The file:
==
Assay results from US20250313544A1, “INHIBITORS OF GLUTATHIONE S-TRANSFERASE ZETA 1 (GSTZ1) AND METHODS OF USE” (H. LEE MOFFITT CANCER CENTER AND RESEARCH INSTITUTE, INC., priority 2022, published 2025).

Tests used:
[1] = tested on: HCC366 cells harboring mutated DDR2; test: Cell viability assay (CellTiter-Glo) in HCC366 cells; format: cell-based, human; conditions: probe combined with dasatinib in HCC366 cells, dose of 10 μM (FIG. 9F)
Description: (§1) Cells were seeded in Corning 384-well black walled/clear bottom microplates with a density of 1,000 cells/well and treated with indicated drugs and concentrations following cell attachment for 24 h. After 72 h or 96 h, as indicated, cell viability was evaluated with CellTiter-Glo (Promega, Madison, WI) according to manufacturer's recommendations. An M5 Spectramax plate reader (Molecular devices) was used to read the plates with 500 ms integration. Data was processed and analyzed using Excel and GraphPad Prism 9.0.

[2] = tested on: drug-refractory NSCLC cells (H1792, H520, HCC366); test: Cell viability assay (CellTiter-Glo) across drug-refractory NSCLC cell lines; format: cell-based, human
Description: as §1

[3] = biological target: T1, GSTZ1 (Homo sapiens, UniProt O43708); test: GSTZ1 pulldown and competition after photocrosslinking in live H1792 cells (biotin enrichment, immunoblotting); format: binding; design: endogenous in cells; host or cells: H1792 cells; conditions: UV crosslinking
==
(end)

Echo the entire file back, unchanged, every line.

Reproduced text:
Assay results from US20250313544A1, “INHIBITORS OF GLUTATHIONE S-TRANSFERASE ZETA 1 (GSTZ1) AND METHODS OF USE” (H. LEE MOFFITT CANCER CENTER AND RESEARCH INSTITUTE, INC., priority 2022, published 2025).

Tests used:
[1] = tested on: HCC366 cells harboring mutated DDR2; test: Cell viability assay (CellTiter-Glo) in HCC366 cells; format: cell-based, human; conditions: probe combined with dasatinib in HCC366 cells, dose of 10 μM (FIG. 9F)
Description: (§1) Cells were seeded in Corning 384-well black walled/clear bottom microplates with a density of 1,000 cells/well and treated with indicated drugs and concentrations following cell attachment for 24 h. After 72 h or 96 h, as indicated, cell viability was evaluated with CellTiter-Glo (Promega, Madison, WI) according to manufacturer's recommendations. An M5 Spectramax plate reader (Molecular devices) was used to read the plates with 500 ms integration. Data was processed and analyzed using Excel and GraphPad Prism 9.0.

[2] = tested on: drug-refractory NSCLC cells (H1792, H520, HCC366); test: Cell viability assay (CellTiter-Glo) across drug-refractory NSCLC cell lines; format: cell-based, human
Description: as §1

[3] = biological target: T1, GSTZ1 (Homo sapiens, UniProt O43708); test: GSTZ1 pulldown and competition after photocrosslinking in live H1792 cells (biotin enrichment, immunoblotting); format: binding; design: endogenous in cells; host or cells: H1792 cells; conditions: UV crosslinking